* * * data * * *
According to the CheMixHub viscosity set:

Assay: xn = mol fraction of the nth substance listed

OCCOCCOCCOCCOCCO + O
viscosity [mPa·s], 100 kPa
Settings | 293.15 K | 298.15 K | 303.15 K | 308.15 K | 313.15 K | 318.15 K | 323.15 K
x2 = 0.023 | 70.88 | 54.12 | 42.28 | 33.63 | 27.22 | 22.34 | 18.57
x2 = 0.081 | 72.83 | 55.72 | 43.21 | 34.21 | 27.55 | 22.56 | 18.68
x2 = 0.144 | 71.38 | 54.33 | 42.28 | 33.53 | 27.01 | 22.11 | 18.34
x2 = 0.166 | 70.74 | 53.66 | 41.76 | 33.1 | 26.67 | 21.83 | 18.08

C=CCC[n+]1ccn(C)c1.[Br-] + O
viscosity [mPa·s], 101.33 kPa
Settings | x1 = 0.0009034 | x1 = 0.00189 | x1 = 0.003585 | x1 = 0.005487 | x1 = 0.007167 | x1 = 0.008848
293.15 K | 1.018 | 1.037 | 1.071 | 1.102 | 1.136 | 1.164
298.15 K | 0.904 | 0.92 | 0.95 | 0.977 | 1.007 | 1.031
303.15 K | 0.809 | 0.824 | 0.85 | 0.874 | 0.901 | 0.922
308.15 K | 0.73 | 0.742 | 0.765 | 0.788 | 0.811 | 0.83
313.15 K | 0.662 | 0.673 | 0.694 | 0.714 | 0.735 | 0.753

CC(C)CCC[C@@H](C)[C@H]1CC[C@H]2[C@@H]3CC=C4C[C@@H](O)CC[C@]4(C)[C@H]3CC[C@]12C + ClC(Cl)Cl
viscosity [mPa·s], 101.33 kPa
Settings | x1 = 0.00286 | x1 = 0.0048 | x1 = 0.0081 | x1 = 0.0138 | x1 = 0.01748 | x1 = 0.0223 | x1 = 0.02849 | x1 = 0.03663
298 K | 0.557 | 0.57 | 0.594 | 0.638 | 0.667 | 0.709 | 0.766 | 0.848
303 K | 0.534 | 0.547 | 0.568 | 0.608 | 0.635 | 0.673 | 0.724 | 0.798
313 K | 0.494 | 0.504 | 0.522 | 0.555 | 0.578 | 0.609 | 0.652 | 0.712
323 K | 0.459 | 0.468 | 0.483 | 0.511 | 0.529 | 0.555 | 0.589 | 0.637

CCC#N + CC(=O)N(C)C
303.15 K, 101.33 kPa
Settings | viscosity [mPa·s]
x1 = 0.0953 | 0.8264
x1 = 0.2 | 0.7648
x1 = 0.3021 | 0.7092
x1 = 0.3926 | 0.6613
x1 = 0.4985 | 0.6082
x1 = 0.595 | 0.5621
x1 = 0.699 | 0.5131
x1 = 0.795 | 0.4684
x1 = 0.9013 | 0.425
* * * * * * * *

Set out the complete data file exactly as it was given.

According to the CheMixHub viscosity set:

Assay: xn = mol fraction of the nth substance listed

OCCOCCOCCOCCOCCO + O
viscosity [mPa·s], 100 kPa
Settings | 293.15 K | 298.15 K | 303.15 K | 308.15 K | 313.15 K | 318.15 K | 323.15 K
x2 = 0.023 | 70.88 | 54.12 | 42.28 | 33.63 | 27.22 | 22.34 | 18.57
x2 = 0.081 | 72.83 | 55.72 | 43.21 | 34.21 | 27.55 | 22.56 | 18.68
x2 = 0.144 | 71.38 | 54.33 | 42.28 | 33.53 | 27.01 | 22.11 | 18.34
x2 = 0.166 | 70.74 | 53.66 | 41.76 | 33.1 | 26.67 | 21.83 | 18.08

C=CCC[n+]1ccn(C)c1.[Br-] + O
viscosity [mPa·s], 101.33 kPa
Settings | x1 = 0.0009034 | x1 = 0.00189 | x1 = 0.003585 | x1 = 0.005487 | x1 = 0.007167 | x1 = 0.008848
293.15 K | 1.018 | 1.037 | 1.071 | 1.102 | 1.136 | 1.164
298.15 K | 0.904 | 0.92 | 0.95 | 0.977 | 1.007 | 1.031
303.15 K | 0.809 | 0.824 | 0.85 | 0.874 | 0.901 | 0.922
308.15 K | 0.73 | 0.742 | 0.765 | 0.788 | 0.811 | 0.83
313.15 K | 0.662 | 0.673 | 0.694 | 0.714 | 0.735 | 0.753

CC(C)CCC[C@@H](C)[C@H]1CC[C@H]2[C@@H]3CC=C4C[C@@H](O)CC[C@]4(C)[C@H]3CC[C@]12C + ClC(Cl)Cl
viscosity [mPa·s], 101.33 kPa
Settings | x1 = 0.00286 | x1 = 0.0048 | x1 = 0.0081 | x1 = 0.0138 | x1 = 0.01748 | x1 = 0.0223 | x1 = 0.02849 | x1 = 0.03663
298 K | 0.557 | 0.57 | 0.594 | 0.638 | 0.667 | 0.709 | 0.766 | 0.848
303 K | 0.534 | 0.547 | 0.568 | 0.608 | 0.635 | 0.673 | 0.724 | 0.798
313 K | 0.494 | 0.504 | 0.522 | 0.555 | 0.578 | 0.609 | 0.652 | 0.712
323 K | 0.459 | 0.468 | 0.483 | 0.511 | 0.529 | 0.555 | 0.589 | 0.637

CCC#N + CC(=O)N(C)C
303.15 K, 101.33 kPa
Settings | viscosity [mPa·s]
x1 = 0.0953 | 0.8264
x1 = 0.2 | 0.7648
x1 = 0.3021 | 0.7092
x1 = 0.3926 | 0.6613
x1 = 0.4985 | 0.6082
x1 = 0.595 | 0.5621
x1 = 0.699 | 0.5131
x1 = 0.795 | 0.4684
x1 = 0.9013 | 0.425